Little Bessie Crandall has said that while she was away from home on a visit last week, an Indian squaw gave her mama a little baby girl. There have been a good many squaws about lately, and there are some more families that can expect visits from them soon.


A few days ago, an old squaw favored Hi Hart’s household with a call, leaving a little boy.


The recent late thaw has served as a warning to ice dealers and those who design in packing away some for their own use, and they are now preparing to take advantage of good enough instead of waiting for thicker and better.


(I remember in the late 1930s, a neighbor who lived by the James River would saw blocks of ice on the frozen-over river. He would then haul the ice blocks to be stored in a cave near the river’s bank. There were layers of sawdust at the bottom of the cave and after the ice blocks were in place, buckets of sawdust were strewn over the ice, which served as an insulation that kept it from thawing during warm weather. My dad would help him with the ice harvest project. Our family would get ice from that cave so as to occasionally have homemade ice cream. DZ)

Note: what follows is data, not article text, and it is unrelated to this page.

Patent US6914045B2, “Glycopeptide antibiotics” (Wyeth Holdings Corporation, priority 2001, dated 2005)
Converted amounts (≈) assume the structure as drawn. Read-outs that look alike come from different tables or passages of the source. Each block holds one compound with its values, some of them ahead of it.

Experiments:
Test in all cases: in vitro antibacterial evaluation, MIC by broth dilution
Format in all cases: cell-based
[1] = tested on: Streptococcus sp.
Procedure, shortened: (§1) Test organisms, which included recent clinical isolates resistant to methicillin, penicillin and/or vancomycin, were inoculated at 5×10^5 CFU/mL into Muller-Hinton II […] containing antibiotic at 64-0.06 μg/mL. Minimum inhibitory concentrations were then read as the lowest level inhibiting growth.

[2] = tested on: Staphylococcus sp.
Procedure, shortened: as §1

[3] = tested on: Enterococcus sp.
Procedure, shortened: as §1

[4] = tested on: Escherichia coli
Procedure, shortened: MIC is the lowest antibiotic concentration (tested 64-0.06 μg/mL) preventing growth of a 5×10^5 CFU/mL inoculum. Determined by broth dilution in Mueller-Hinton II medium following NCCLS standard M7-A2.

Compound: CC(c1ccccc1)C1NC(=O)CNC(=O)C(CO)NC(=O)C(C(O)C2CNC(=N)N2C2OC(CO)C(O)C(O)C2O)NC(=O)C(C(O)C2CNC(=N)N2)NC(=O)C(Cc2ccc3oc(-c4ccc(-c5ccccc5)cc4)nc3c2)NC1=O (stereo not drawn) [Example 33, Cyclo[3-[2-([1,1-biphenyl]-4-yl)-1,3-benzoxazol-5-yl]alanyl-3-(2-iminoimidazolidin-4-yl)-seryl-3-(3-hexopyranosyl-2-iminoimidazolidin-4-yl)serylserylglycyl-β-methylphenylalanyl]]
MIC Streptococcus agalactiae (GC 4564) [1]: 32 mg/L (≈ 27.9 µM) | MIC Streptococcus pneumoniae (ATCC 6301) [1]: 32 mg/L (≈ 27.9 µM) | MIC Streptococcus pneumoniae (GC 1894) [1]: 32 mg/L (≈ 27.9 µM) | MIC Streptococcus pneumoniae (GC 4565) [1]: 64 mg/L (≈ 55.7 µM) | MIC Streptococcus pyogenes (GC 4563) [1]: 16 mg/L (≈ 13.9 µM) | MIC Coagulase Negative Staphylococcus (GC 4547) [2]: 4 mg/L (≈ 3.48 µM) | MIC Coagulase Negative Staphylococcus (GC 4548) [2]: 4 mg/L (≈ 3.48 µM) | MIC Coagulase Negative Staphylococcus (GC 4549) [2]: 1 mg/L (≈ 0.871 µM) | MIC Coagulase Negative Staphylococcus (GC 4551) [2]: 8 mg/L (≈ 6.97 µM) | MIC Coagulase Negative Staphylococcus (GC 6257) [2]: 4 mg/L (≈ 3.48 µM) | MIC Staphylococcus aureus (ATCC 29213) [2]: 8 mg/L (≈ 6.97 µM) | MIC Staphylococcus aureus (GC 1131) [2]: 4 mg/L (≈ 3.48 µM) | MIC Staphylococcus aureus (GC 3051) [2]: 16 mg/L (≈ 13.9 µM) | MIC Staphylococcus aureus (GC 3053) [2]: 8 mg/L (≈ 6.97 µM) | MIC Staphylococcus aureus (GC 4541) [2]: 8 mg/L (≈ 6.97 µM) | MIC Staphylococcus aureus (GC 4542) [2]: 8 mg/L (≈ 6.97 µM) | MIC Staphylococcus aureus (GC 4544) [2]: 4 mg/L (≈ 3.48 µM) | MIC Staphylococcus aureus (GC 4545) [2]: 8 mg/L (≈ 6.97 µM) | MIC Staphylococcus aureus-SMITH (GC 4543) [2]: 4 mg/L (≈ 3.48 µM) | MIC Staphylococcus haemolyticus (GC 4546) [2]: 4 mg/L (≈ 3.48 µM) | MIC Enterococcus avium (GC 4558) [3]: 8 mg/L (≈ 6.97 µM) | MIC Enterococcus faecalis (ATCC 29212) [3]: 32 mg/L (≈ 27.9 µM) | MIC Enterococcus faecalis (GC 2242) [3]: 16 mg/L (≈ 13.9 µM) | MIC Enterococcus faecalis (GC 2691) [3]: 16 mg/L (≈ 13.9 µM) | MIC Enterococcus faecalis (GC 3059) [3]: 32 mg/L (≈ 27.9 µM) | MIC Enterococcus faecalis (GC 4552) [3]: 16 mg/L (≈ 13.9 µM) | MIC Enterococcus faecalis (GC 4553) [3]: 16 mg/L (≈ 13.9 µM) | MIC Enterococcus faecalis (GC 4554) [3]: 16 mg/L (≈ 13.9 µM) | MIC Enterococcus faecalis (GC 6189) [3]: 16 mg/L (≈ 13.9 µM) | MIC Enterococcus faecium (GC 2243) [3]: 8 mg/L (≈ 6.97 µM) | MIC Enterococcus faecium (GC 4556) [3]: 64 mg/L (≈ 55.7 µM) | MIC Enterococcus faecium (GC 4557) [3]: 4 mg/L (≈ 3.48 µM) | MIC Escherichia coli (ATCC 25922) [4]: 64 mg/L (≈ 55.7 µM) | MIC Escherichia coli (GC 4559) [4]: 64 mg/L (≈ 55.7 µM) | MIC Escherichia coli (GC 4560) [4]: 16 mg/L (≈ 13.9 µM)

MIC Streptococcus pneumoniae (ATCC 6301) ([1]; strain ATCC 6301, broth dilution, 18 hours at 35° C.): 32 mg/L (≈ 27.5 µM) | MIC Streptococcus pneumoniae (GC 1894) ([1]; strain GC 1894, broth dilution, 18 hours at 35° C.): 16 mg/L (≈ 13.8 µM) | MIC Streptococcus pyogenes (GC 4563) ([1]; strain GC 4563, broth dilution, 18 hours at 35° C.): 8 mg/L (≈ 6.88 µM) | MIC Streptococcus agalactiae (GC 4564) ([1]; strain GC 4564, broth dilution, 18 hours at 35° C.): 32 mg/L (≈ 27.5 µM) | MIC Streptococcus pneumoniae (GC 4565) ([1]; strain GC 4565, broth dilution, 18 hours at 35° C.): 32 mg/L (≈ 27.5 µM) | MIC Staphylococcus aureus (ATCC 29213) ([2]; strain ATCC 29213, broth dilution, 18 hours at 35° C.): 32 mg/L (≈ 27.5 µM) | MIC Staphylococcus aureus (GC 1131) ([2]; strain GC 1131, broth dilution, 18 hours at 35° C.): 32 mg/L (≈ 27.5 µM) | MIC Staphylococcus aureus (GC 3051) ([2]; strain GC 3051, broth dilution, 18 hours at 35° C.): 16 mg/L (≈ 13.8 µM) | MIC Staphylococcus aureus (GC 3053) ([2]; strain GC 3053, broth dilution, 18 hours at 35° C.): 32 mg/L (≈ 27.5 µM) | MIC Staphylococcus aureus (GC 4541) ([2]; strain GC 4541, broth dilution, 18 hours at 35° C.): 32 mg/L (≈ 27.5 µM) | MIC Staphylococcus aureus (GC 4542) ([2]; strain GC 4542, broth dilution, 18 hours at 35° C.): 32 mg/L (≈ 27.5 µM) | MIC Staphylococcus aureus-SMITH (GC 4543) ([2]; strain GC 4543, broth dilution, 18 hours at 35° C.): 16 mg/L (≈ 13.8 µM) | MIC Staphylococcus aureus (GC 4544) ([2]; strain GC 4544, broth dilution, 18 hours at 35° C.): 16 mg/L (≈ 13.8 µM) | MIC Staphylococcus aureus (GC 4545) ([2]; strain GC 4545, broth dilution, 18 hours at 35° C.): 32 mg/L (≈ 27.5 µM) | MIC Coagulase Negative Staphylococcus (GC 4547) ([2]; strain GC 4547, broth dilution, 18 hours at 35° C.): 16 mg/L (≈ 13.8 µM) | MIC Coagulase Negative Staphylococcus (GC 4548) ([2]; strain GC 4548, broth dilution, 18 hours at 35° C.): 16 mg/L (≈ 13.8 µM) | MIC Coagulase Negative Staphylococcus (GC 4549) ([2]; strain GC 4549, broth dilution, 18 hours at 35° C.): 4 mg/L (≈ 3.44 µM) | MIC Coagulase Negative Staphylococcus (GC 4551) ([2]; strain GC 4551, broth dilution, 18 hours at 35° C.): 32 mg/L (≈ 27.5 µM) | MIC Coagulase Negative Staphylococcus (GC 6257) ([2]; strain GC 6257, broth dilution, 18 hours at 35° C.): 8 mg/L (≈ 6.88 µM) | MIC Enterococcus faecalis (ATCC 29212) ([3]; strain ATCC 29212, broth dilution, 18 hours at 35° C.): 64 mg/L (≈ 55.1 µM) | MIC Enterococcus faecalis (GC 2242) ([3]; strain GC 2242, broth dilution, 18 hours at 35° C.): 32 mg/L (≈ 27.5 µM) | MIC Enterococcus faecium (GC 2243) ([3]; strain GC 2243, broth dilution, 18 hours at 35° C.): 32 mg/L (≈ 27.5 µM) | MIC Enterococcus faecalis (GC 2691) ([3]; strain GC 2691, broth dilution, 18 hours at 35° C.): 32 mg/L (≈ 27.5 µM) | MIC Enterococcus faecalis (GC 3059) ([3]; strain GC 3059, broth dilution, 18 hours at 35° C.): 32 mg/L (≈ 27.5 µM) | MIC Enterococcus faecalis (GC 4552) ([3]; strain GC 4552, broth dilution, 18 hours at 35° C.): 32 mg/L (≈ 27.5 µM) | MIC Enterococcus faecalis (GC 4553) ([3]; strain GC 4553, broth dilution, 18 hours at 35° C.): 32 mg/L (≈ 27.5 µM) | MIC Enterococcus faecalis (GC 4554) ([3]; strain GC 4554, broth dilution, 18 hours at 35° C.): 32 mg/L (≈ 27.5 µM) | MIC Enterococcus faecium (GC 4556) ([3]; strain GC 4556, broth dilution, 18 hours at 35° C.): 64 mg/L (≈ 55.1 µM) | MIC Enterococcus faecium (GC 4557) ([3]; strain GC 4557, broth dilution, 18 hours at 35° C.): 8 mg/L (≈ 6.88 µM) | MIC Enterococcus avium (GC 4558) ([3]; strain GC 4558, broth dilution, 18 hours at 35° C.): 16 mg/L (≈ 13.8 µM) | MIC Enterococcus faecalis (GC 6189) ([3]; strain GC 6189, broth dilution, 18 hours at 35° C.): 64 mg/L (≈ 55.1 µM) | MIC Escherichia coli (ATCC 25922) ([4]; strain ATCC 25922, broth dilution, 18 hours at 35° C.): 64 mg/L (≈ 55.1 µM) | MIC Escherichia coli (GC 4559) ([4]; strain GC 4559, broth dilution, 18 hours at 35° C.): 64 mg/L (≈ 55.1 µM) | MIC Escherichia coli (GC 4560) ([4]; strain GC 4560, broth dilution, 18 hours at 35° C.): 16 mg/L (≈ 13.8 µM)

Parties from Colby were present at the opening of the legislature with that little bill for the division of Clark County in hand. Better take it back boys. We love you too well to allow a divorce with such immodest alimony as you ask.                                                                                             


The boys in the woods have gotten to show their generosity very frequently. Last week, Wm. Palmer’s logging camp, lost a horse. His camp fellows at once chipped in and raised the sum of $80 for him, with which he was enabled to replace the lost horse and continue to work.                            


Robert W. Canfield, of Levis, met with a very serious accident on the East Fork, on Wednesday. An axe in the hands of a fellow worker caught in the twig of a tree, changed its course without stopping its force, striking Canfield a full blow near the knee. We understand there is a danger of amputation being necessary.